It continues, in sensational style, under the subheading “Man’s Strange Actions,” “It was thought that continued brooding over fancied domestic troubles was what prompted him to take his own life, as he had several times during the past few months threatened to his family to do so. It is the general opinion of the people residing in the vicinity of his home that the man was mentally deranged, as he has been seen in fits of rage at various times with no apparent reason.

“His wife has been the particular object of his attacks, he fancying that she was being familiar with other men, and last Friday he became incensed at some word of hers and literally kicked her out of the house in the dead of night. Returning the next morning accompanied by an officer, Mrs. Youtz secured her belongings and has since been staying with her mother, Mrs. Thornton, at the latter’s residence on the corner of Main and Thornton Streets. Although Youtz has been very despondent since that time, he left the house Monday morning in a cheerful frame of mind, and said goodbye to the children, who suspected nothing of his intention.”[1]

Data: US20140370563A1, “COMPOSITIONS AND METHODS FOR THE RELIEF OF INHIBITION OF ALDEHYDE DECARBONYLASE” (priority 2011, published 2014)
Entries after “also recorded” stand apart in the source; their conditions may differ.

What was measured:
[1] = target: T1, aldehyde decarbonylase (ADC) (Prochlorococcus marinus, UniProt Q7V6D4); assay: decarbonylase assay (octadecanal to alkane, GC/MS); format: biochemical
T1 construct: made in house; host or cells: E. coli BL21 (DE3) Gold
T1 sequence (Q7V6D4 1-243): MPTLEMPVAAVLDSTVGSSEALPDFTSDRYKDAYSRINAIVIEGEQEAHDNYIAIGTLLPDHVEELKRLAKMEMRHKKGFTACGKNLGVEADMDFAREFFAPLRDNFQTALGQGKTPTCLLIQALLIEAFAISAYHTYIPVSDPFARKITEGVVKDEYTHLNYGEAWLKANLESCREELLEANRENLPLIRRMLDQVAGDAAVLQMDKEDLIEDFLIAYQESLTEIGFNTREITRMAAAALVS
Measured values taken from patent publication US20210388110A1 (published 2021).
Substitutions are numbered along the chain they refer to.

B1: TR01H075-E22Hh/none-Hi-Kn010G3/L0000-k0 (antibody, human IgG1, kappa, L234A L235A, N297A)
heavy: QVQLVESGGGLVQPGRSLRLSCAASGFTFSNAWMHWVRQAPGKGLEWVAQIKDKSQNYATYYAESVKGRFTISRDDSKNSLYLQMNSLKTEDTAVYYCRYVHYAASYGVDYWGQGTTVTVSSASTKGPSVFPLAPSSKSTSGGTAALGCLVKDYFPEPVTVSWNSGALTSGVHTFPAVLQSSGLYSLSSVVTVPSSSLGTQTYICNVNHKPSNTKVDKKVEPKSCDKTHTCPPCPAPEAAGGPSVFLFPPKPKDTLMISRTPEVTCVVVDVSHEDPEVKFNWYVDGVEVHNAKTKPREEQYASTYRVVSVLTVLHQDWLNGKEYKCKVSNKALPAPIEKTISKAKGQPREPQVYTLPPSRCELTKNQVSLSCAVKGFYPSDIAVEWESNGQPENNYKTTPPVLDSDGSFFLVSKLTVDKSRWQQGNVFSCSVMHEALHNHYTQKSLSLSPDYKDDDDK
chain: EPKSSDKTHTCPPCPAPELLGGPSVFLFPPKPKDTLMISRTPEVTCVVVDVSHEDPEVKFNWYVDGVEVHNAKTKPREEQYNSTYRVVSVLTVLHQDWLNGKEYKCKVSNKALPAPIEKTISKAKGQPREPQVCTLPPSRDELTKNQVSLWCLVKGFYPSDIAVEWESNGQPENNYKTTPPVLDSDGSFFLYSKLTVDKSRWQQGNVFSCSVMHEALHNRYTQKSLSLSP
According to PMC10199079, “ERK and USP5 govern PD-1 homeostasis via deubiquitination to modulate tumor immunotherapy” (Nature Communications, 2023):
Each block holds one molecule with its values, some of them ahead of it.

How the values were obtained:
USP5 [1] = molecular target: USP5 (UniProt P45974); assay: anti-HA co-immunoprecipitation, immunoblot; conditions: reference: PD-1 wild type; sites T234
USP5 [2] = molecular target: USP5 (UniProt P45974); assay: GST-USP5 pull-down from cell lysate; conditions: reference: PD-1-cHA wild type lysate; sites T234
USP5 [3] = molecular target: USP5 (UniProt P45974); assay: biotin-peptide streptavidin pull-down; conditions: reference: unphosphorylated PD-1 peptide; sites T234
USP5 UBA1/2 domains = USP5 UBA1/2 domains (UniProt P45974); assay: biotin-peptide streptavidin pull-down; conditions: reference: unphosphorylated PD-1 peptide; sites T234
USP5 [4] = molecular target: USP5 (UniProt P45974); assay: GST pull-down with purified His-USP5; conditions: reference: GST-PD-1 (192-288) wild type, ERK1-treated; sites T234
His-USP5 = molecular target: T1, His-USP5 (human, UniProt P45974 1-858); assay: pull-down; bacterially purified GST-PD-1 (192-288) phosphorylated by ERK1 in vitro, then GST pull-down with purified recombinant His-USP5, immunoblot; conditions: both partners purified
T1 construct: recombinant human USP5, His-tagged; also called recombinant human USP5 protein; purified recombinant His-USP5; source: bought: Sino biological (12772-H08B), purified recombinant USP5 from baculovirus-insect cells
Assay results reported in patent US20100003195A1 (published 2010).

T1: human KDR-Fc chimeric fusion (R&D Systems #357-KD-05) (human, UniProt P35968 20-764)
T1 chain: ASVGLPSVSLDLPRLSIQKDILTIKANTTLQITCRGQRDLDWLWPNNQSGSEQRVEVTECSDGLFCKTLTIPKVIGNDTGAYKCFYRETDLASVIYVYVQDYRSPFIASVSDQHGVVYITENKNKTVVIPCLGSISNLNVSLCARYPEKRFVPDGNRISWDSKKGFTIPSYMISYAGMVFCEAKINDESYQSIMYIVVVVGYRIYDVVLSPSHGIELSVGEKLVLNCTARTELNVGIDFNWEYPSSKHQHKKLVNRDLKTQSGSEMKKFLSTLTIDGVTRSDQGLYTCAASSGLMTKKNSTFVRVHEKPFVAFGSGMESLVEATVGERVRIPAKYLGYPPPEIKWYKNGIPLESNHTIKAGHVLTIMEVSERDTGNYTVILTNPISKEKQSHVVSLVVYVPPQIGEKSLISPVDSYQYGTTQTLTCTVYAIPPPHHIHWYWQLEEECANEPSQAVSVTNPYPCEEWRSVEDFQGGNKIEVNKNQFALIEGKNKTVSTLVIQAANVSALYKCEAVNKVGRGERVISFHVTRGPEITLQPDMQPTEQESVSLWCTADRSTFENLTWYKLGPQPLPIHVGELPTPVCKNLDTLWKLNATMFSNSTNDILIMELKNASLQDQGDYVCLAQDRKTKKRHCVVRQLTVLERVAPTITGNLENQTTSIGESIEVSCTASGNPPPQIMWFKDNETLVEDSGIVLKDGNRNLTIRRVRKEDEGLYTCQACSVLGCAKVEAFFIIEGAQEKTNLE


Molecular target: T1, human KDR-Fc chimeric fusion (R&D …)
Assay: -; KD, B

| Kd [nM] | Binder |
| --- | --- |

The Youtz family inside 793 Coburn Street (1897). Back row, left is Amy, my grandmother. Winfield Scott Youtz, her father, the man with the mustache of course, is the one who committed suicide ten years later. Courtesy of the archives of the late Frederick Thornton.

After Winfield Scott Youtz’s death, my Great-grandmother Matilda, his widow, stayed in the house on Coburn Street for another 30 years until her death in 1935. I don’t know how to put this, except to quote my mother, that she was known as “an old battle-axe” and within this painful story was always the suggestion, a deeply uncomfortable part of the myth, that she somehow drove her husband to it. It’s a claim vigorously interrogated by my generation of Thornton-descended feminists. Or at least by me. The truth is hard to divine; these were complicated people and mental illness was hardly met with enlightened care.

Though my mother never lived in Akron until we moved there in 1961, when she was a child her family often came to Akron, usually to stay at her Grandmother Youtz’s house on Coburn Street. It was, as she remembered it, a place of ambivalent escape from what turned out to be her own tempestuous family life.